To remind you, this story started on Christmas, 2016, when he fell down the stairs and completely severed his left quadriceps tendon. This serious injury cannot heal by itself and required surgery, done on January 6, 2017. He went home in a brace, unable to bend his leg for weeks or even touch it to the floor. He required assistance with every detail of living, and so I was fully occupied for months. Remember this scene from Chapter One – in the hospital awaiting surgery?


January 6, 2017.


As he healed, things got easier – first he could touch his foot to the floor, put weight on it, bend his leg in the brace, walk without crutches, and finally say goodbye to the brace itself. He has faithfully attended physical therapy and regained full flexibility in the knee.

Other changes have come about. This experience forced us to think about how we manage daily life, and some changes were made. For one thing, my husband moved his office to a suburban location for a variety of reasons, one being that it made his schedule easier for PT, but also added to our quality of life by making work more accessible and convenient. He also was able to work from home during his recovery and found that it could be done with good results. These changes are permanent and I like the new schedule – we have more time together. That means a lot to me.

We also were reminded how much we value being able to run, to hike, to take walks, to exercise. The recovery process for his knee will take about a year. Though it has healed now, it is weakened, as is the right leg, and it will take another six months or so for that strength to come back, as much as it will. Still, my husband last week ran about 100 yards on the track at the high school – a milestone. We do not know the final outcome, but we do know that with this doctor visit, we are ending one phase and beginning the next one.

But I’ve gotten ahead of the story. The doctor was pleased with the knee’s status. He said, “I could torture you with asking for another visit in three months, but I don’t think you need it.” We were very happy to agree and left the medical office building for the last time. I had a bit of superstitious worry about making such a statement, but I have decided to be firm with the fates and let them know we’ll do our part if they will do theirs!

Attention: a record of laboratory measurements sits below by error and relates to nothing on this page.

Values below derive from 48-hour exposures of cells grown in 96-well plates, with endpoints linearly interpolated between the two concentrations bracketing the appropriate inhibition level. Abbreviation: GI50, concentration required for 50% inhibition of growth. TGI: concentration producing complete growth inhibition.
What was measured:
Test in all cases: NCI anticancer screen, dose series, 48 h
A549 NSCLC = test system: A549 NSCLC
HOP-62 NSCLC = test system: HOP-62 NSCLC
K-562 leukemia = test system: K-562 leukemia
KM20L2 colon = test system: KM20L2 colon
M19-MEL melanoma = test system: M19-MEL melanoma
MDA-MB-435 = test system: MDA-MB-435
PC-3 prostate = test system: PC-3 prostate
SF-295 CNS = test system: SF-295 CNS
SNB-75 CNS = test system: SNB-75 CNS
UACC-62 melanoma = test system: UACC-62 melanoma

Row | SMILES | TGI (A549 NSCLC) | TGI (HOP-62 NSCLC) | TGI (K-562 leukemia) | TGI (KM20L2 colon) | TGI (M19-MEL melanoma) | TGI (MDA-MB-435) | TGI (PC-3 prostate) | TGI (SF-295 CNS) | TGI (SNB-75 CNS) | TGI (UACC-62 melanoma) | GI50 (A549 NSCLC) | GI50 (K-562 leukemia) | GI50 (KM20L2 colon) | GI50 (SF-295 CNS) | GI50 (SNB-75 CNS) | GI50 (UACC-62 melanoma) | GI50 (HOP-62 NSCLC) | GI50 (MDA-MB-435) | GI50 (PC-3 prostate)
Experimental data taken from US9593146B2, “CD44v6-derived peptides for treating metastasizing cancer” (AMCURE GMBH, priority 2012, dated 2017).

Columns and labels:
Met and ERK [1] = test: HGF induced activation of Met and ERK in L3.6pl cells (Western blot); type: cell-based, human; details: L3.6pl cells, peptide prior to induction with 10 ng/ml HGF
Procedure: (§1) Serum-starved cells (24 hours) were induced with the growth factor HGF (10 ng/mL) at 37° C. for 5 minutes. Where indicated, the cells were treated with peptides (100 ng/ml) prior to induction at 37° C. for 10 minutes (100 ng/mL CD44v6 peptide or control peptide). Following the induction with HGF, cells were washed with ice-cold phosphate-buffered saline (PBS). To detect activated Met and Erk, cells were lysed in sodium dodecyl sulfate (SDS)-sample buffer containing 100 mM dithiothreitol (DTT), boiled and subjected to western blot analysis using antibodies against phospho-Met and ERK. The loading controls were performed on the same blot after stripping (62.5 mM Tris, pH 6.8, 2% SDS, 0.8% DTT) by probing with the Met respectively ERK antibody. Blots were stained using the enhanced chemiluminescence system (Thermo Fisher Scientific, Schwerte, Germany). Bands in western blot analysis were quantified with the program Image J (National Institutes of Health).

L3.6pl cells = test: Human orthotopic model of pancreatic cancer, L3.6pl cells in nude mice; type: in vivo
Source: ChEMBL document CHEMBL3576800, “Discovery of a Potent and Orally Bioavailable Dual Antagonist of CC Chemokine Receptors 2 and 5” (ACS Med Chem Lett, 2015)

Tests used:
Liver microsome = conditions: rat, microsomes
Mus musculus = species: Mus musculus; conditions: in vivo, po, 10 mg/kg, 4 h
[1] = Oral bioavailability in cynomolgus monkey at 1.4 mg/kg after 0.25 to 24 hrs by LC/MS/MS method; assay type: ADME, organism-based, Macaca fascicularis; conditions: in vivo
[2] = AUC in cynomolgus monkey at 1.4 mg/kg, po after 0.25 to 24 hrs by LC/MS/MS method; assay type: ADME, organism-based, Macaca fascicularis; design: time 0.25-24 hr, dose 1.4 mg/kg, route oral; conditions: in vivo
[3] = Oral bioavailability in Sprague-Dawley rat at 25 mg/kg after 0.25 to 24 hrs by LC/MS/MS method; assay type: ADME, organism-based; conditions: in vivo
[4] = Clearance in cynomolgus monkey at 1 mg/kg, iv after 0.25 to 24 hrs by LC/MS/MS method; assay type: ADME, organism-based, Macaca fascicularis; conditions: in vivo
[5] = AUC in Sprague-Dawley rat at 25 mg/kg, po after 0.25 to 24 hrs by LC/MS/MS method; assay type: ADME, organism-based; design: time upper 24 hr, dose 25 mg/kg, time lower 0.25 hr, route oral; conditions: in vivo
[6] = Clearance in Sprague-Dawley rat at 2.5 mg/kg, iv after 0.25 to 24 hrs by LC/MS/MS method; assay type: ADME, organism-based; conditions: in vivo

So, take a look, as we wave goodbye. And end the story of the hurt leg here, with our characters driving off in the car toward home.

Doctor's office 6-7-17 small

in the back room,

Listen. The ATC oracle is speaking.



in the back room

in the back room,

nothing is allowed

The oracle speaks. Was it speaking to you?

nothing is allowed

nothing is allowed

because I believed you


because I believed you

 I present these oracle-like artist trading cards for your review and possible edification! You remember such items from the past, maybe – here they are again.

I make these cards and then I give them a phrase cut from printed matter, chosen at random but maybe not. See if you get any kind of push or insight or set off on any train of thought from looking and reading these, even if it’s just to say, “Whaaat?!”

Carwash Sign

This carwash is located next to the Pennypack Trail’s parking lot at Welsh and Terwood Roads. It’s closed today since they work on the weekends. The business does hand washing and detailing for cars. On a normal day you would see cars in various stages of being cleaned and lots of employees at work.


Usually the sign out by the road says something like “A clean car is a happy car”. Right now, though, this is what it says.


I could go on, but I don’t need to. The sign tells us the narrative the people at this business want us to know and to follow.